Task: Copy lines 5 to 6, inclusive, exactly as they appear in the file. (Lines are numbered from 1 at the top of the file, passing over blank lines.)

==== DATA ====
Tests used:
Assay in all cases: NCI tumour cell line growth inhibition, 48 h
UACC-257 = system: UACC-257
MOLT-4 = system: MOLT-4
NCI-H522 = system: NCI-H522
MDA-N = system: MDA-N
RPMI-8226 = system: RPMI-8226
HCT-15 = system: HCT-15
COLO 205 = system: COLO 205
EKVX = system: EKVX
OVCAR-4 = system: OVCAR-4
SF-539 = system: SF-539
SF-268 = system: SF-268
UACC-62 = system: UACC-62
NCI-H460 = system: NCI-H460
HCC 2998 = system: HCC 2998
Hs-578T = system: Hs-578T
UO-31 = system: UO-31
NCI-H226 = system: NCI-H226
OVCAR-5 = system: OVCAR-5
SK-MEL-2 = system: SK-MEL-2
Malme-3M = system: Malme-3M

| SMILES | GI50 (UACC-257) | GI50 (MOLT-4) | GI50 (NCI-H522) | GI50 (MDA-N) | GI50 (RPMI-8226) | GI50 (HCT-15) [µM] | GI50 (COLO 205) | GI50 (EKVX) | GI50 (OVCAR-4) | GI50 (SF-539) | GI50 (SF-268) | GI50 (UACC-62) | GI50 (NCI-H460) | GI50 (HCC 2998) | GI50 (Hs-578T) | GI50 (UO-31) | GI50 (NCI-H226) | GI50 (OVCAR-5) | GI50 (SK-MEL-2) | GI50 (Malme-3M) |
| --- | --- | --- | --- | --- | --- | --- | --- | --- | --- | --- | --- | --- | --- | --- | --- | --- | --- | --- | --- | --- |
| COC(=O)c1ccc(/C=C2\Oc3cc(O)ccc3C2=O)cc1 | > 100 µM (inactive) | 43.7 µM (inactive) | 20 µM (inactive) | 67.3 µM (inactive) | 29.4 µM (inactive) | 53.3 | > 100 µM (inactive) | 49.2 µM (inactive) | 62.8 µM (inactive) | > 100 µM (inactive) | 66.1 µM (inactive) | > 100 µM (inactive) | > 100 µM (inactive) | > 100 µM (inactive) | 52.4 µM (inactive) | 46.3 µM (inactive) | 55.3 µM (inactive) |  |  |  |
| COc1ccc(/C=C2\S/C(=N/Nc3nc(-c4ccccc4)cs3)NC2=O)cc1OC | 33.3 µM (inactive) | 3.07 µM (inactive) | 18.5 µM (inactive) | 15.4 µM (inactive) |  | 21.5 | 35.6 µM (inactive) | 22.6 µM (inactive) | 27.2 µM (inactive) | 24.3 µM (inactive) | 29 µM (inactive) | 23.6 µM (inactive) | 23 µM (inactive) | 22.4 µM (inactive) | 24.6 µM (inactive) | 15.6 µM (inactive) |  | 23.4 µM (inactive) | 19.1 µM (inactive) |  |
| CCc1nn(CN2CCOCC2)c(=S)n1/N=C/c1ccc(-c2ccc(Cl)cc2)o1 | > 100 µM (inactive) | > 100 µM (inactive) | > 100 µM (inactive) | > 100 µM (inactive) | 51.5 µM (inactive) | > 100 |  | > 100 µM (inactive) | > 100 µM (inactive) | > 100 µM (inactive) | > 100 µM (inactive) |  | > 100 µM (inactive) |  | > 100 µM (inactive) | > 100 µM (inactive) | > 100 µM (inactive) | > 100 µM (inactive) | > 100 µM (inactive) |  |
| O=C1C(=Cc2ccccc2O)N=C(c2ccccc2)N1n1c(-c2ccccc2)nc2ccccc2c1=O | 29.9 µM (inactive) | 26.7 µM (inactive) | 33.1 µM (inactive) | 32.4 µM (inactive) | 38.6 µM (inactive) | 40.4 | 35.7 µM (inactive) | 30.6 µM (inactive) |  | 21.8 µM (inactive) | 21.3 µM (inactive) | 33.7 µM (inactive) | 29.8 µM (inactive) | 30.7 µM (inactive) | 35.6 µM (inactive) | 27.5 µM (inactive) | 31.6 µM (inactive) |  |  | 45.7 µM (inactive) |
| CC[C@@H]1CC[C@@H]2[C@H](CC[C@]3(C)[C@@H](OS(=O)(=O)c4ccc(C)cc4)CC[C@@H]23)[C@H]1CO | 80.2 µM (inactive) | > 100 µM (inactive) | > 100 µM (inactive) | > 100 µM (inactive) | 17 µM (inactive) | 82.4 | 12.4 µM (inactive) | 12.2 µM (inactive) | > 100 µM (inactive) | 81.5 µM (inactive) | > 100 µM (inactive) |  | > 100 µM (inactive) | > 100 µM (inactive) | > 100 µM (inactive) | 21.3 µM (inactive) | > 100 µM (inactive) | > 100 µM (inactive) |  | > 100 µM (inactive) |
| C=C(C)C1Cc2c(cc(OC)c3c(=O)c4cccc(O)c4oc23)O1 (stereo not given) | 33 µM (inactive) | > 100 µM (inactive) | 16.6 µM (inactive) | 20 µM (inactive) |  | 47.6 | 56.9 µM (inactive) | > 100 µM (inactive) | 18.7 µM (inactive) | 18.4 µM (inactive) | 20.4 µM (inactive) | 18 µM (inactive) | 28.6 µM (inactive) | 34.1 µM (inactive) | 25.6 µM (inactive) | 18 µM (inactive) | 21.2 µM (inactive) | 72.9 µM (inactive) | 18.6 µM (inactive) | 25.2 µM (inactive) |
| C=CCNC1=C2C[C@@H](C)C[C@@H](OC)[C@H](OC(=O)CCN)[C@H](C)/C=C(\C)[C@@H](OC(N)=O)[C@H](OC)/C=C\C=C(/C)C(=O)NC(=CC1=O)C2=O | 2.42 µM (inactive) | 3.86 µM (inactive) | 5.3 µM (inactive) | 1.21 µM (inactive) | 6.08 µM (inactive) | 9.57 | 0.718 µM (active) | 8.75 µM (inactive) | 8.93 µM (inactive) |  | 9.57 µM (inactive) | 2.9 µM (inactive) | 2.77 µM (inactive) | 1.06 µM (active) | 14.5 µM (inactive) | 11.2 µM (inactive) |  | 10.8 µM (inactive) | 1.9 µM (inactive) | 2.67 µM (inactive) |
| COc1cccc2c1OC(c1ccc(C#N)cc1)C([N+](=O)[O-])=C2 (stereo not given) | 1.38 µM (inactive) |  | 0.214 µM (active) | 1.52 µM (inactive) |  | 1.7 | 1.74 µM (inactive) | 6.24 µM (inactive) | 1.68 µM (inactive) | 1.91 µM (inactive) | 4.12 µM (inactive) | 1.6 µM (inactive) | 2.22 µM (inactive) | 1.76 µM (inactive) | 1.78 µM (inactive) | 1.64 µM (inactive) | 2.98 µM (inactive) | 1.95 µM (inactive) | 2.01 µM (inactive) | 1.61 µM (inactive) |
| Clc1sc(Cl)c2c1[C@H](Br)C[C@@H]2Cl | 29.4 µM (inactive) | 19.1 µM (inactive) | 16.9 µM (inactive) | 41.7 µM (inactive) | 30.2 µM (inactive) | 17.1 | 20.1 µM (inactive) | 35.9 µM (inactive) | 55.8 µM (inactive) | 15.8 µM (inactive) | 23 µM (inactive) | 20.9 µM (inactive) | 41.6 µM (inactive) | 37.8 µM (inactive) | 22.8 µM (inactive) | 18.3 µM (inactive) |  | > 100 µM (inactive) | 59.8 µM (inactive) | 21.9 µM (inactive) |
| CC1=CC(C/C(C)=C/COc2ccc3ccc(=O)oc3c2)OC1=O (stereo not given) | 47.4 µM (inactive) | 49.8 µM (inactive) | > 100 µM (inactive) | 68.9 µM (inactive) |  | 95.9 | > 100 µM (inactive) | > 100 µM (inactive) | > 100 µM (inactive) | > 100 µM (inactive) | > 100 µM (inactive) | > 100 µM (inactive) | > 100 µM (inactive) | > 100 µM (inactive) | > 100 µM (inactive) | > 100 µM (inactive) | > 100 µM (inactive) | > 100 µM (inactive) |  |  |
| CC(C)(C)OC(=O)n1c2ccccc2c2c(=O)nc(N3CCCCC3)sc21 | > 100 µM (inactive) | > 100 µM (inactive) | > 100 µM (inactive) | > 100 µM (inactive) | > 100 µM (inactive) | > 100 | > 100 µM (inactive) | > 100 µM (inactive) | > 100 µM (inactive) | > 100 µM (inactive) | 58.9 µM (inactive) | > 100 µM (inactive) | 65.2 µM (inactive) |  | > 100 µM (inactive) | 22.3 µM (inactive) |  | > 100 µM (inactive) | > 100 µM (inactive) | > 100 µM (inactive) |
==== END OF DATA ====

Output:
NCI-H522 = system: NCI-H522
MDA-N = system: MDA-N